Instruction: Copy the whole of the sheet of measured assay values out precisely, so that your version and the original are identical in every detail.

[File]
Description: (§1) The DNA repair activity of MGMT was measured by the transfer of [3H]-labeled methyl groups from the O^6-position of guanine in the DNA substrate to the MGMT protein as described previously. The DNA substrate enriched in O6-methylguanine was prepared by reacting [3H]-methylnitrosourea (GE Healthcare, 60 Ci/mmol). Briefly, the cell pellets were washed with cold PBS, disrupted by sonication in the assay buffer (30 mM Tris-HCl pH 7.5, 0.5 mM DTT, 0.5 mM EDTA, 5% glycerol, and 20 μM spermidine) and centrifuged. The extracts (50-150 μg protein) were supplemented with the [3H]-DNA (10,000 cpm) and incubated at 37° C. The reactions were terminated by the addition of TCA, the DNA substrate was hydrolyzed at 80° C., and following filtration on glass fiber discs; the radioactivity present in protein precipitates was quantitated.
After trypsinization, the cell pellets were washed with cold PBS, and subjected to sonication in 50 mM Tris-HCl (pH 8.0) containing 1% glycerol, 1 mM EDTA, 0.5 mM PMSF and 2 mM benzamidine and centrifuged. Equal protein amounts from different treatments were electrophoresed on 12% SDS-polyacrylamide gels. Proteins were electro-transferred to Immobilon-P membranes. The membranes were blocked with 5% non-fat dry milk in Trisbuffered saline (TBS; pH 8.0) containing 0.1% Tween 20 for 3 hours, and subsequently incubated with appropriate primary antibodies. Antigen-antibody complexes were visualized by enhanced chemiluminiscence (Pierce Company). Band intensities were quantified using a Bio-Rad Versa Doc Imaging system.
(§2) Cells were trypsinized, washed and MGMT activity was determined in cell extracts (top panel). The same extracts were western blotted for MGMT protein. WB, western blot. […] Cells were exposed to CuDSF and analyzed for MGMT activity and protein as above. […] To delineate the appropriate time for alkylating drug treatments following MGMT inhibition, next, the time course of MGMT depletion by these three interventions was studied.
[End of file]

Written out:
Description: (§1) The DNA repair activity of MGMT was measured by the transfer of [3H]-labeled methyl groups from the O^6-position of guanine in the DNA substrate to the MGMT protein as described previously. The DNA substrate enriched in O6-methylguanine was prepared by reacting [3H]-methylnitrosourea (GE Healthcare, 60 Ci/mmol). Briefly, the cell pellets were washed with cold PBS, disrupted by sonication in the assay buffer (30 mM Tris-HCl pH 7.5, 0.5 mM DTT, 0.5 mM EDTA, 5% glycerol, and 20 μM spermidine) and centrifuged. The extracts (50-150 μg protein) were supplemented with the [3H]-DNA (10,000 cpm) and incubated at 37° C. The reactions were terminated by the addition of TCA, the DNA substrate was hydrolyzed at 80° C., and following filtration on glass fiber discs; the radioactivity present in protein precipitates was quantitated.
After trypsinization, the cell pellets were washed with cold PBS, and subjected to sonication in 50 mM Tris-HCl (pH 8.0) containing 1% glycerol, 1 mM EDTA, 0.5 mM PMSF and 2 mM benzamidine and centrifuged. Equal protein amounts from different treatments were electrophoresed on 12% SDS-polyacrylamide gels. Proteins were electro-transferred to Immobilon-P membranes. The membranes were blocked with 5% non-fat dry milk in Trisbuffered saline (TBS; pH 8.0) containing 0.1% Tween 20 for 3 hours, and subsequently incubated with appropriate primary antibodies. Antigen-antibody complexes were visualized by enhanced chemiluminiscence (Pierce Company). Band intensities were quantified using a Bio-Rad Versa Doc Imaging system.
(§2) Cells were trypsinized, washed and MGMT activity was determined in cell extracts (top panel). The same extracts were western blotted for MGMT protein. WB, western blot. […] Cells were exposed to CuDSF and analyzed for MGMT activity and protein as above. […] To delineate the appropriate time for alkylating drug treatments following MGMT inhibition, next, the time course of MGMT depletion by these three interventions was studied.